HBO’s Chernobyl: Planned Russian series and the rise of nuclear tourism


HBO’s Chernobyl is critically acclaimed, but Russia plans to launch a series to address what it considers bad press. Plus, nuclear tourism is on the rise.

Remember the Cold War? Remember the actual Chernobyl nuclear disaster? Well, Russia sure does. According to Ilya Shepelin of The Moscow Times, some Russians lament what they consider negative spin put on the disaster by the HBO’s powerhouse miniseriesChernobyl. In fact, Russia’s NTV channel is said to be working on a similar media event.

This may have an added feature, though. Its director, Alexei Muradov, verbally paints a spy-themed version. According to The Moscow Times, he stated, “One theory holds that Americans had infiltrated the Chernobyl nuclear power plant and many historians do not deny that, on the day of the explosion, an agent of the enemy’s intelligence services was present at the station.”

Of course, the enemy here would be the United States government, or at least some rogue agent. Shepelin’s Moscow Times piece suggests this is due to Russia being jealous of the American series. The interesting thing is, Chernobyl depicts many Russian citizens as brave, while the Russian government downplays or minimizes the threat of the disaster. Some critics have also focused on the show’s (real or alleged) misrepresentation of nuclear energy. In any case, HBO’s Chernobyl has seemingly opened up a can of worms, and renewed interest in the disaster.

Chernobyl may be good for tourism

PRIPYAT, UKRAINE – AUGUST 19: Tourists photograph one another on the remains of a merry-go-round in the ghost town of Pripyat not far from the Chernobyl nuclear power plant on August 19, 2017 in Pripyat, Ukraine. On April 26, 1986 reactor number four exploded after a safety test went wrong, spreading radiation over thousands of square kilometers in different directions. The nearby town of Pripyat, which had a population of approximately 40,000 and housed the plant workers and their families, was evacuated and has been abandoned ever since. Today tourists often visit the town on specially-organized tours from Kiev. (Photo by Sean Gallup/Getty Images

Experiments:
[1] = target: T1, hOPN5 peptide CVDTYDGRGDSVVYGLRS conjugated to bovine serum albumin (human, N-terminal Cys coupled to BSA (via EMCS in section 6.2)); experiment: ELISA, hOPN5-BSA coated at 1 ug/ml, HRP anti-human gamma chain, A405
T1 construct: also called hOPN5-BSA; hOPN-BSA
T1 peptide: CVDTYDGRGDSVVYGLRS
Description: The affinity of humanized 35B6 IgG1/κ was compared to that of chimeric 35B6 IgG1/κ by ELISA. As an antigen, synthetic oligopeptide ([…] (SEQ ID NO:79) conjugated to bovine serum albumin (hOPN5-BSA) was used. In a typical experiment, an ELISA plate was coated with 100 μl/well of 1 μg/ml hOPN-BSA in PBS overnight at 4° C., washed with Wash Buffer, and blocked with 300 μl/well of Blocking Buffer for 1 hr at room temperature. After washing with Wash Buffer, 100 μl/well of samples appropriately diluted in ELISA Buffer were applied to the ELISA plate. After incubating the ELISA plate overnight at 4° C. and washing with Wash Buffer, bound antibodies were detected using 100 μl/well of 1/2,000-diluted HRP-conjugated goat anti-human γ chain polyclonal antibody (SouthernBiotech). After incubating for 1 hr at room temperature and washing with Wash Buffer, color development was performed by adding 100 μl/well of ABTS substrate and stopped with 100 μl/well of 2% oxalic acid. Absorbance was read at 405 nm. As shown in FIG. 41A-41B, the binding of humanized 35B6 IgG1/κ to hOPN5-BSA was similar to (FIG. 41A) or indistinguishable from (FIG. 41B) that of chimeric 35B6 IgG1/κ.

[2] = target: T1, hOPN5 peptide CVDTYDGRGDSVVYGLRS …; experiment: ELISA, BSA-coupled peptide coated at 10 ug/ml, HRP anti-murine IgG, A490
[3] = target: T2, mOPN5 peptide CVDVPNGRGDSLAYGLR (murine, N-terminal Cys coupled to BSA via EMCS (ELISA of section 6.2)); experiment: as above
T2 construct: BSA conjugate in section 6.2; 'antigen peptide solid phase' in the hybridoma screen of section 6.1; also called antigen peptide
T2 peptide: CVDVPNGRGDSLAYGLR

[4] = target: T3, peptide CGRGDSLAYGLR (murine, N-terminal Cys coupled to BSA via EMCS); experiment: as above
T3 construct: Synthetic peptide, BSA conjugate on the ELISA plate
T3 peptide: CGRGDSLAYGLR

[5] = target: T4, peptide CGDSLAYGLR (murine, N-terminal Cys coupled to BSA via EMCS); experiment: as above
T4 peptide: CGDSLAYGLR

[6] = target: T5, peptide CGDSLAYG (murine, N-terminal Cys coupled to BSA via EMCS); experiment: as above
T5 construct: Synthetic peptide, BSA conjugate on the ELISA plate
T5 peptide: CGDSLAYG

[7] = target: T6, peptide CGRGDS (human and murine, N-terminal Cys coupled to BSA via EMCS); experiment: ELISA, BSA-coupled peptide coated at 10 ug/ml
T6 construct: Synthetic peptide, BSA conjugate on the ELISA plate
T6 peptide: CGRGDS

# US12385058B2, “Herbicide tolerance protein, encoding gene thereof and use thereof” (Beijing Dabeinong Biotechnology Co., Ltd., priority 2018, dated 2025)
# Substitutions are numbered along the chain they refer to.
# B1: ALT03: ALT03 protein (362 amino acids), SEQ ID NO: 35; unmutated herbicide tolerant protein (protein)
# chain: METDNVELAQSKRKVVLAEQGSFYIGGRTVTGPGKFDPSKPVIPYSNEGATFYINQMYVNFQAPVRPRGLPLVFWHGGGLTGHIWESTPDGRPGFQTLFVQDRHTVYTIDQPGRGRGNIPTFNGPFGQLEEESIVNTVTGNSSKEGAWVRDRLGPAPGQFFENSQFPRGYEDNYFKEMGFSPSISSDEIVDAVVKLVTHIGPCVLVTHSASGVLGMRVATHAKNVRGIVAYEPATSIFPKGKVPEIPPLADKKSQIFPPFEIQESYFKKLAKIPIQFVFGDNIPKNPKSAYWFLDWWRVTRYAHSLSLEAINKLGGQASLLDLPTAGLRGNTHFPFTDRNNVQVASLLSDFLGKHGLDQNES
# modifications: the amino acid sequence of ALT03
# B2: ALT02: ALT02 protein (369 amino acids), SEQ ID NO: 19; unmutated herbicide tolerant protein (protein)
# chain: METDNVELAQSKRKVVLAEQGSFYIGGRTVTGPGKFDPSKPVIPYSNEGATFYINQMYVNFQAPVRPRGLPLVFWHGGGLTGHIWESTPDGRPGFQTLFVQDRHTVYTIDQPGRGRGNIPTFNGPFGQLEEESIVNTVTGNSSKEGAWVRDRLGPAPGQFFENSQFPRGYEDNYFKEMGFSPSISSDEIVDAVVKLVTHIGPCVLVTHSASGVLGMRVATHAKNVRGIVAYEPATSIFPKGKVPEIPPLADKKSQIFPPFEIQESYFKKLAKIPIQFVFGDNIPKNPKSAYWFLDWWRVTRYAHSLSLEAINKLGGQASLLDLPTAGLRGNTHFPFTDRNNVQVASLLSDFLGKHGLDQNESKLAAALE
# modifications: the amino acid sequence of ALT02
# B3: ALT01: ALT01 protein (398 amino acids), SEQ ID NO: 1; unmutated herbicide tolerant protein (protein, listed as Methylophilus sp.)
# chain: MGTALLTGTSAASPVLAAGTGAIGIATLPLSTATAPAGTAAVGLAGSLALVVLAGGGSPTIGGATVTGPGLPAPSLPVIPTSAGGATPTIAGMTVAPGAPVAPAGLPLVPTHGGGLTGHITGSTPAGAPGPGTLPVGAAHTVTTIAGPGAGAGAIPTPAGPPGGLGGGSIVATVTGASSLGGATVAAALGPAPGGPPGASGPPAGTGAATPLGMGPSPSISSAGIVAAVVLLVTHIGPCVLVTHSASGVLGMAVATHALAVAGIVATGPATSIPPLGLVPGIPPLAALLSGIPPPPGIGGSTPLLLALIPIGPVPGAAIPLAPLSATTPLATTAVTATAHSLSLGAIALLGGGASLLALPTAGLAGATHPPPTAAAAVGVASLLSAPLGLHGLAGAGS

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Sometimes a TV series can feed tourism.

According to Reuters, “One Chernobyl tour agency reported a 40% rise in trip bookings since the series, made by HBO, began in May and which has attracted outstanding reviews.” This isn’t to say nuclear tourism is a new phenomenon. While some are shocked or dismayed by such tours, it is definitely a thing.

In the Netflix series Dark Tourist, journalist David Farrier took a tour of Japan”s highly radioactive Fukushima, as well as the Semipalatinsk Test Site in Kazakhstan. Farrier and a pal even took a dip in the so-called “Atomic Lake.” During these scenes, Farrier and others ultimately fled when their Geiger counters went too high.

So, whether you feel like actively engaging in nuclear tourism or watching shows from the safety of your couch, you’ll have options.

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What will happen next?

Whether you’ve seen Chernobyl or not, you may be interested in seeing America’s response to Russia’s own Chernobyl series. With tensions already heightened between the countries (including during the 2016 election), expect to see increased sensitivity between the two nations and their entertainment media. If HBO’s Chernobyl has proved one thing, it’s that these issues seemingly never go away — much like Chernobyl’s radioactive effects.

What are your thoughts on Chernobyl, Russia’s reaction and nuclear tourism?  Let us know in the comments!